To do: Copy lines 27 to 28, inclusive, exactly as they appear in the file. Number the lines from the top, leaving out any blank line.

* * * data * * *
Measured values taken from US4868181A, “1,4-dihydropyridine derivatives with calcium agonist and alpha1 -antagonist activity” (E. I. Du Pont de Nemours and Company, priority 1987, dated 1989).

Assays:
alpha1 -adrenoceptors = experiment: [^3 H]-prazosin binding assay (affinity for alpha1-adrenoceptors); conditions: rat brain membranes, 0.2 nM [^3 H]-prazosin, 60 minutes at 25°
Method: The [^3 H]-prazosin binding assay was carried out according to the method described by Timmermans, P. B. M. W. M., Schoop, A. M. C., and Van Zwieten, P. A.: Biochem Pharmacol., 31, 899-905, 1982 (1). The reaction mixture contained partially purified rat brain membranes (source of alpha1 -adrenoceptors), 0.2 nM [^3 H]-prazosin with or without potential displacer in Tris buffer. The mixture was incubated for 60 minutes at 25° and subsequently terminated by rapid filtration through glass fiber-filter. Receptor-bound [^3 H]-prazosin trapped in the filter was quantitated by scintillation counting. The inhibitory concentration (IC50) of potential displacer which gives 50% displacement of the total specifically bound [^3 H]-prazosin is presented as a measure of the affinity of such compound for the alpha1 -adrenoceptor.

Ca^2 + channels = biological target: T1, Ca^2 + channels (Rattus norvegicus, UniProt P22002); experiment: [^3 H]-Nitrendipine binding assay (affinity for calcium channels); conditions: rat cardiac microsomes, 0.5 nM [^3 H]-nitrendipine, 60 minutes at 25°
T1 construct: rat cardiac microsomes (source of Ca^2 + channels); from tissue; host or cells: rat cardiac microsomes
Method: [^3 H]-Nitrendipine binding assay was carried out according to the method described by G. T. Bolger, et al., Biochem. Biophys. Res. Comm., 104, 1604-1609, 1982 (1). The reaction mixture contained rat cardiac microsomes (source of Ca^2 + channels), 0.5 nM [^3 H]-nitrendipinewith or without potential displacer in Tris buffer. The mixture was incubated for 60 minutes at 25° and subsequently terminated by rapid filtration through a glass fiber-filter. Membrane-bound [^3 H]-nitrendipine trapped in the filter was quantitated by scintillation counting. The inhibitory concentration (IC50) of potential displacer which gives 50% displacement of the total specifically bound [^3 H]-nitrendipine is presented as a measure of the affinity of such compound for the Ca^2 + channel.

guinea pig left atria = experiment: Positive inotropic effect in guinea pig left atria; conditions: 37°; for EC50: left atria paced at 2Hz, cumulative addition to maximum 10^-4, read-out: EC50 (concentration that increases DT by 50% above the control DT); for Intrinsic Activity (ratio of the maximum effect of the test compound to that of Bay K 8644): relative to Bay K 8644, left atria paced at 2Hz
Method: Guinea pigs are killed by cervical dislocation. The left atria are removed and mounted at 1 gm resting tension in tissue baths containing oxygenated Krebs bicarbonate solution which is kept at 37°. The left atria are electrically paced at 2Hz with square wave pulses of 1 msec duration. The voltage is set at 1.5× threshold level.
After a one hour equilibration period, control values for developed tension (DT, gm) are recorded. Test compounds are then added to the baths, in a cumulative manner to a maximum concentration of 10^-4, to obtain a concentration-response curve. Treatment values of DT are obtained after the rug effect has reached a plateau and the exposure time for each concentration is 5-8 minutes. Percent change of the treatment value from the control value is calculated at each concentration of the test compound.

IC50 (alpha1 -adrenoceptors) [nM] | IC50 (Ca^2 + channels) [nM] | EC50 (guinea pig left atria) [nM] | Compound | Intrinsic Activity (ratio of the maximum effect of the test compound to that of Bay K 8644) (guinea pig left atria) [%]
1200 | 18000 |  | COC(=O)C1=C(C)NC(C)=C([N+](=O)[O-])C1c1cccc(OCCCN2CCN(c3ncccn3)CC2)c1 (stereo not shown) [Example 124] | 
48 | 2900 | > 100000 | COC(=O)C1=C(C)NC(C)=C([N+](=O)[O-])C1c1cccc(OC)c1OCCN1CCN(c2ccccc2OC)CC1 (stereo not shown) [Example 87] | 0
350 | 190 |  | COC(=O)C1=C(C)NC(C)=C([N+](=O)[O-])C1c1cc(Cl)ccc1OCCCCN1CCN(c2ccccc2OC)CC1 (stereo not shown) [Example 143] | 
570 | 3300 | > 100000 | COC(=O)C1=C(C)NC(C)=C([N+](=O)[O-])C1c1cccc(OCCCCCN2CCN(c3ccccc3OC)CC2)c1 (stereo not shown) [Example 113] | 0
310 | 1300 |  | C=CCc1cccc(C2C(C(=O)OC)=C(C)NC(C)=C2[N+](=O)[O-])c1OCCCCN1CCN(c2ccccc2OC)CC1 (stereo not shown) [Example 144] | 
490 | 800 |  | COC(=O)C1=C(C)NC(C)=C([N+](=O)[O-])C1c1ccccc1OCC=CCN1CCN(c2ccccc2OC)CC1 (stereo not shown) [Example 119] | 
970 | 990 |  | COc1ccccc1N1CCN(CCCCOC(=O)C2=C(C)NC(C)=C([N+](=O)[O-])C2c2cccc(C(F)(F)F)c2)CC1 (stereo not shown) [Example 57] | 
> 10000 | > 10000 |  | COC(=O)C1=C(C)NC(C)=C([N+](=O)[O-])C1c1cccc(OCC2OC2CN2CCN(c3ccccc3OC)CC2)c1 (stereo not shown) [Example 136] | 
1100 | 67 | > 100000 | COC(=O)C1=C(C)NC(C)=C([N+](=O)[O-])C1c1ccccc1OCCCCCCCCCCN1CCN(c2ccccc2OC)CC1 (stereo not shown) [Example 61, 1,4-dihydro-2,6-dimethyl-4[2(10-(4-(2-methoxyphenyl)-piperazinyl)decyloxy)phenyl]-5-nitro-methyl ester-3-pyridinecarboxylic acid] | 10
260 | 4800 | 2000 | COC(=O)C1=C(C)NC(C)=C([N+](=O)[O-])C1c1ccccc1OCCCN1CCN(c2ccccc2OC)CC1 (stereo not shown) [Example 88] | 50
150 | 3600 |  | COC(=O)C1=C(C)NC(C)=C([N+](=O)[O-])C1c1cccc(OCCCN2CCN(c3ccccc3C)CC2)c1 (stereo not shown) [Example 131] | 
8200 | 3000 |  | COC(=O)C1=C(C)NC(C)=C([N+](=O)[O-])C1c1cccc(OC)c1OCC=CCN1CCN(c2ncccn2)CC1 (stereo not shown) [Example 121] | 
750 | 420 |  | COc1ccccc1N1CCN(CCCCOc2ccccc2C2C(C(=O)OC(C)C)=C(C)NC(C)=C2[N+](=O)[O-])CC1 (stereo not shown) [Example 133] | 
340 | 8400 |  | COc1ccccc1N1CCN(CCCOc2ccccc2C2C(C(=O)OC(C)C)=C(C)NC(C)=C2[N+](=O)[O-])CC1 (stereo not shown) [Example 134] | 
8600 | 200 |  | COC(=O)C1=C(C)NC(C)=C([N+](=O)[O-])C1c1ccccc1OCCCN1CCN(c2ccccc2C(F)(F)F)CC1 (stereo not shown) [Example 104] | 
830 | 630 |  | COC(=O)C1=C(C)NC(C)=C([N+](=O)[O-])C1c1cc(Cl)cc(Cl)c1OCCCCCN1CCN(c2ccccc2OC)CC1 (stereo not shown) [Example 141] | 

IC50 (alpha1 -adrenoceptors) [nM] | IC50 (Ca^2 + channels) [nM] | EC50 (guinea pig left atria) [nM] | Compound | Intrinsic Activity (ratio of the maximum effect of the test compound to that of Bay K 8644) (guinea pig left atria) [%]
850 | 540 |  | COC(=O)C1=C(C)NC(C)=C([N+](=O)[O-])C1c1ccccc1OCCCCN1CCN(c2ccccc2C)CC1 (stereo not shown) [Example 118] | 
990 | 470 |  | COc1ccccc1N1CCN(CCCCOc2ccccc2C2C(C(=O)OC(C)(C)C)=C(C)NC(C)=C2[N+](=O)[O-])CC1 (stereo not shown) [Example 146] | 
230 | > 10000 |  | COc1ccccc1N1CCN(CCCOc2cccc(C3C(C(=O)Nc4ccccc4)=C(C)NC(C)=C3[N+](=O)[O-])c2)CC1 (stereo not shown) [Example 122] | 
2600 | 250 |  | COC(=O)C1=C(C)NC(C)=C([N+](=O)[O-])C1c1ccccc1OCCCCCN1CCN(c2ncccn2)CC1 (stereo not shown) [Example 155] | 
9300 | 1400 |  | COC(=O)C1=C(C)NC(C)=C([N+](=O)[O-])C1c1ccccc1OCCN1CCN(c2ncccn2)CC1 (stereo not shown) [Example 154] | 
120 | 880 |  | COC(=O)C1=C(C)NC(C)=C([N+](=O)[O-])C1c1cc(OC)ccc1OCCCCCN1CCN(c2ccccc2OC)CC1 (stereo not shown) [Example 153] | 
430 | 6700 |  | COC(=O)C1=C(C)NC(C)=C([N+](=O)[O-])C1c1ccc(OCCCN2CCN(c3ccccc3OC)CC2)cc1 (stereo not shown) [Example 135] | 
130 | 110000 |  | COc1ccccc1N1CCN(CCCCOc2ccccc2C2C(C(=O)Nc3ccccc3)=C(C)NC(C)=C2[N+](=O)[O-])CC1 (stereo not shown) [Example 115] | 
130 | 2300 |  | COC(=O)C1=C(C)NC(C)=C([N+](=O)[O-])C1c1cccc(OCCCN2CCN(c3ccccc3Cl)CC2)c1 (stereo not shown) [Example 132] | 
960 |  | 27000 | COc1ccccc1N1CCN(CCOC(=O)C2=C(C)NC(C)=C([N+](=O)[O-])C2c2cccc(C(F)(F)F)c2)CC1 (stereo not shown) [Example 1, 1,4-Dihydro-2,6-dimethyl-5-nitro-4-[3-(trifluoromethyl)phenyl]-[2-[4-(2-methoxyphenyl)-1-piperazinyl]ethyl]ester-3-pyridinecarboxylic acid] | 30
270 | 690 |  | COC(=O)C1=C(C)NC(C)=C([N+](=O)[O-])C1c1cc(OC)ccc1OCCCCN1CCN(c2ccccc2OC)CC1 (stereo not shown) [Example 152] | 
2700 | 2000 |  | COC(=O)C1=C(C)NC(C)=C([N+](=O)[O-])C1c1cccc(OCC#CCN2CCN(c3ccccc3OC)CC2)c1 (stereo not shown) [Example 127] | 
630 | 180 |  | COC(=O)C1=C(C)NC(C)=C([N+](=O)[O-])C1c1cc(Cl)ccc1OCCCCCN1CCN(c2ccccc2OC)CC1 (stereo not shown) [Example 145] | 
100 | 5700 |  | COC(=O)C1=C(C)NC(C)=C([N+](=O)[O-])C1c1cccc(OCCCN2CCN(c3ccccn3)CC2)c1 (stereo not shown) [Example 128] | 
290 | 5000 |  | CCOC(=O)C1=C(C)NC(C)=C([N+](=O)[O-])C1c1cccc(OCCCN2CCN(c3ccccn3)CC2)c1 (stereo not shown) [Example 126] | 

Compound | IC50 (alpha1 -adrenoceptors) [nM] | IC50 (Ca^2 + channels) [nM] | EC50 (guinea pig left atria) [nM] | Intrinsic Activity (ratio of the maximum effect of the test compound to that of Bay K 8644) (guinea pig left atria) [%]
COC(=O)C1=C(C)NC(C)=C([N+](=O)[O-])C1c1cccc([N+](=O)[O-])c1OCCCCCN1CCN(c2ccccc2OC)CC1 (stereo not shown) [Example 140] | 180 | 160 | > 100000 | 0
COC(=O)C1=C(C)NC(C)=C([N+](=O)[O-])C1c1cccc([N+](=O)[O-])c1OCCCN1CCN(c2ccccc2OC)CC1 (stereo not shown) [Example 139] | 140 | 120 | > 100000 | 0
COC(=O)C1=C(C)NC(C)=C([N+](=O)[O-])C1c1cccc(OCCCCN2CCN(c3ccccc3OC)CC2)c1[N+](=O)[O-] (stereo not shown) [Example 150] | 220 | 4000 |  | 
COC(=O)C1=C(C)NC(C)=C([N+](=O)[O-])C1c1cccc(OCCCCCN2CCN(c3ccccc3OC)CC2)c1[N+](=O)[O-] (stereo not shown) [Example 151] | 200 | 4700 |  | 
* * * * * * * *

830 | 630 |  | COC(=O)C1=C(C)NC(C)=C([N+](=O)[O-])C1c1cc(Cl)cc(Cl)c1OCCCCCN1CCN(c2ccccc2OC)CC1 (stereo not shown) [Example 141] | 

IC50 (alpha1 -adrenoceptors) [nM] | IC50 (Ca^2 + channels) [nM] | EC50 (guinea pig left atria) [nM] | Compound | Intrinsic Activity (ratio of the maximum effect of the test compound to that of Bay K 8644) (guinea pig left atria) [%]